Domestic utility vehicle maker Mahindra and Mahindra on Friday said it had rejected the demand to inject equity worth 500 billion KRW (Rs 3,085.6 crore) in its loss-making South Korean subsidiary SsangYong Motor Company. Mahindra would instead consider a one-time infusion of 40 billion KRW (Rs 243 crore) over the next three months to ensure continuity of business operations at the company and said it would help the company find new investors.
The board of directors at Mahindra took stock of the financial situation of the company in the wake of the coronavirus pandemic and the 21-day lockdown in India before rejecting the demand for grants from the Korean firm. "The request from the management and labour union of SsangYong Motor Company (SYMC) for a fresh injection of equity from M&M to help the company fund 500 billion KRW (Rs 3,085.6 crore) of requirements over the next three years, was considered by the Board," the company said in a statement.
"After lengthy deliberation given the current and projected cash flows, the M&M board decided that M&M will not be able to inject any fresh equity into SYMC and has urged SYMC to find alternate sources of funding. However, to enable SYMC to have continuity of business operations, whilst they are exploring alternate sources of funding, the board has authorised the M&M management to consider a special one-time infusion of up to 40 billion KRW (Rs 243 crore) over the next three months," the statement added.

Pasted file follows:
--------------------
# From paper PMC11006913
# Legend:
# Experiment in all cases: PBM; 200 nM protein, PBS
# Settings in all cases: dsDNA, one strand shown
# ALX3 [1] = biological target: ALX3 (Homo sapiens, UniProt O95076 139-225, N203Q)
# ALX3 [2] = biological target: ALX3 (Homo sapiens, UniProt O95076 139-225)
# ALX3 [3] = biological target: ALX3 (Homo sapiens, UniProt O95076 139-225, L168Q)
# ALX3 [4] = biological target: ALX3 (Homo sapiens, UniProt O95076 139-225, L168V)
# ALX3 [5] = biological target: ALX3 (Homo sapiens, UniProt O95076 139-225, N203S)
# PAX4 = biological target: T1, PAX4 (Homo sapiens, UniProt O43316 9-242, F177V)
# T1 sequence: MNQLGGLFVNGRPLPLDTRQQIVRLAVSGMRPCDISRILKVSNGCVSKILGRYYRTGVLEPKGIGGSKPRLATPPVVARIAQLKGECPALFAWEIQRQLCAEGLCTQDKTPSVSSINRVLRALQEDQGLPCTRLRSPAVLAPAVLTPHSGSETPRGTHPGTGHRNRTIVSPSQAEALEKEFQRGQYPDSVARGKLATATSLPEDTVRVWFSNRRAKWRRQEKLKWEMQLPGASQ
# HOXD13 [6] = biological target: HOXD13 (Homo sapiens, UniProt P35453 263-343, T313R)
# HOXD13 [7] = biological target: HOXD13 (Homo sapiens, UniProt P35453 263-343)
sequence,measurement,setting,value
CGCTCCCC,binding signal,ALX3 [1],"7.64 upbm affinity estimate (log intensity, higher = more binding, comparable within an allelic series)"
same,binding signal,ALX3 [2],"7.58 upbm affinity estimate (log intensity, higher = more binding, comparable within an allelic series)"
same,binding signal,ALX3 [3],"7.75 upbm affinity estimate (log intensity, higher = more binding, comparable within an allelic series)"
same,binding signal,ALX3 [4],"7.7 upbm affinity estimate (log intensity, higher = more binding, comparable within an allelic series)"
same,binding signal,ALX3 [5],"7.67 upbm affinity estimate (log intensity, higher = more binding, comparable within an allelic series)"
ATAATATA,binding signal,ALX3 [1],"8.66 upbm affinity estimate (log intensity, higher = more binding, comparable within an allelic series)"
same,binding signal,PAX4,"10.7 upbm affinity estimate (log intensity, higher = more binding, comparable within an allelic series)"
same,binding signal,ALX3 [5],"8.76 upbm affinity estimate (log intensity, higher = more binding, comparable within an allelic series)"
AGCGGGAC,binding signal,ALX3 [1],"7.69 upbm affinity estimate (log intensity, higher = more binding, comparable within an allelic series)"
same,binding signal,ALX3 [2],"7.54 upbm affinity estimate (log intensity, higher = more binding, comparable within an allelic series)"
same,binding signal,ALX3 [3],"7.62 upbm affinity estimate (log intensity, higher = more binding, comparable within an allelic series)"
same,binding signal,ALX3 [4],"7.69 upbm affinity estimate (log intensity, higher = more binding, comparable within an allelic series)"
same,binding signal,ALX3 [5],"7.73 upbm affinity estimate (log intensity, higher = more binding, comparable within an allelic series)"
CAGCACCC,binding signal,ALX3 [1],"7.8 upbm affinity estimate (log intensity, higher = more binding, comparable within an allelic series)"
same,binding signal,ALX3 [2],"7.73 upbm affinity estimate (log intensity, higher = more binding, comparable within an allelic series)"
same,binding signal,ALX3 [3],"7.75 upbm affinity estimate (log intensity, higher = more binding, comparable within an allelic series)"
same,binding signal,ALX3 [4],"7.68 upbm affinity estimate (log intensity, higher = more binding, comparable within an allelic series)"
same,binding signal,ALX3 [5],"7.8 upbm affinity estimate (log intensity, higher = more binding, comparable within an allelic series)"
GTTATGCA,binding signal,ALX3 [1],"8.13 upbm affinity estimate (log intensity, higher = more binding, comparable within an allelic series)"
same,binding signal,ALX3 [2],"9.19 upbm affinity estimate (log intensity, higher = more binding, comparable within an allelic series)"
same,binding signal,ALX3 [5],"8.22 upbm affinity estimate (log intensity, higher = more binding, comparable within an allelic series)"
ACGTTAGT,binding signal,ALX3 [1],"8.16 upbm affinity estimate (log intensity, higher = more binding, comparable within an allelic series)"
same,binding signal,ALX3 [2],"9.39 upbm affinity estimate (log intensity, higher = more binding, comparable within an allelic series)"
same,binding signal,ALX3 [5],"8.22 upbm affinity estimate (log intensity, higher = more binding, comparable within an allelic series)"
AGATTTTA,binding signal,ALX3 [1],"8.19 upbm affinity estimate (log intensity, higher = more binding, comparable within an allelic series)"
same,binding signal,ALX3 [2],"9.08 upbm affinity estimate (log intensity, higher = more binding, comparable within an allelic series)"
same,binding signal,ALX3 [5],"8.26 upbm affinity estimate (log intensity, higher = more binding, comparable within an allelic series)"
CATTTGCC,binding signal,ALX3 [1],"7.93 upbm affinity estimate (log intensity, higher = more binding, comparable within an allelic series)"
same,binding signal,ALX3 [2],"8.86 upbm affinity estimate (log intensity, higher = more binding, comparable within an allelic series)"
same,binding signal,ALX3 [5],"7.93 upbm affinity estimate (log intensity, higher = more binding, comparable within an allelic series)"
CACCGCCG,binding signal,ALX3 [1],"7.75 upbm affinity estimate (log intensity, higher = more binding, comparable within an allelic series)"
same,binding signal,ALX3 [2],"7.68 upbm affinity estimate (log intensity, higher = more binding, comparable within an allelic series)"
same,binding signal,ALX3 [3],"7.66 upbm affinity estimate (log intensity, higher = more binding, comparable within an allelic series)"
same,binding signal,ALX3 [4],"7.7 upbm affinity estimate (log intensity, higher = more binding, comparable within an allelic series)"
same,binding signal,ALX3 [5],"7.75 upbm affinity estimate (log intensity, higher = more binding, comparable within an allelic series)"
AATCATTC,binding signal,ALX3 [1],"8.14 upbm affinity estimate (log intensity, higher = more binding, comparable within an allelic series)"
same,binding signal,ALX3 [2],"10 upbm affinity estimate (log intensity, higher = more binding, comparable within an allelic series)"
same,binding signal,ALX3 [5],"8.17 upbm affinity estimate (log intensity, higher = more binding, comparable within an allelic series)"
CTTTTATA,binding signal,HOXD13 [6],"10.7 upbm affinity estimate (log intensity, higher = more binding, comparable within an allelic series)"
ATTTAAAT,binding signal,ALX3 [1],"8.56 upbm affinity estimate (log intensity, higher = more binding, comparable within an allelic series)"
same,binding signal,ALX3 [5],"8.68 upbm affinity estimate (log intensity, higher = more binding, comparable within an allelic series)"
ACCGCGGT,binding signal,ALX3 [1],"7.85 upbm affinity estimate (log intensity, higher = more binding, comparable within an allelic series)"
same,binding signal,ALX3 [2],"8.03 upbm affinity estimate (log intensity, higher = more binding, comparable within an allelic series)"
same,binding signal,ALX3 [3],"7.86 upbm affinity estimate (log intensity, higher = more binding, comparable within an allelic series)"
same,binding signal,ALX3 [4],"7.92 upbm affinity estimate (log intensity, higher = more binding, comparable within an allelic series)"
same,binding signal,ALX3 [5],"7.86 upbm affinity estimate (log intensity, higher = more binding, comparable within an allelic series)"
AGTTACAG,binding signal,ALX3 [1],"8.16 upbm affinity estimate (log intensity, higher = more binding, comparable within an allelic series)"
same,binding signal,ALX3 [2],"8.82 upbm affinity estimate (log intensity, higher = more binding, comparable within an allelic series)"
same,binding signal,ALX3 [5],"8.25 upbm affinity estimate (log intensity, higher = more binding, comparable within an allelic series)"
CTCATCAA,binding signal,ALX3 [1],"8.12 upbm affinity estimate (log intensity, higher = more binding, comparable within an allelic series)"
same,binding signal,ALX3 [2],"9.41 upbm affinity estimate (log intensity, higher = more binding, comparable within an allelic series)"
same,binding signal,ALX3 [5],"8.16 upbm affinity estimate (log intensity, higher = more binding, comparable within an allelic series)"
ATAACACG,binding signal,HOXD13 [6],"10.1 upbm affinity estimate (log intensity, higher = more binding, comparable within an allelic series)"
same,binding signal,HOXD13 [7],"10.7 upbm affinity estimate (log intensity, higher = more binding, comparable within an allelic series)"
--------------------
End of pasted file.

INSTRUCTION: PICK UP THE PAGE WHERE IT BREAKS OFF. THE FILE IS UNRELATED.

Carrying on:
Mahindra had acquired SsangYong in 2013 picking up a 70 per cent stake for Rs 2,105 crore. Mahindra currently holds 74.65 per cent stake in the company. It has not been able to turn around the company despite repeated attempts. Losses at the Korean firm more than doubled in the third quarter of fiscal 2020 at 105.2 billion won (Rs 676.4 crore), which was its worst quarterly performance since the global meltdown of 2008. SsangYong has been losing money for 11 straight quarters now.
SsangYong would continue to enjoy Capex-free access to Mahindra's new product platforms while technology programmes to reduce its Capex needs and material cost reduction. "The Board hoped that the employees and management at SYMC understand the magnitude of the unfortunate and unforeseen crisis created by the COVID-19 virus, which has compelled it to take the difficult decision," the company statement said. "The board has also initiated several measures to tighten capital allocation norms and ensure that M&M remains strong through the current crisis and beyond," the statement added.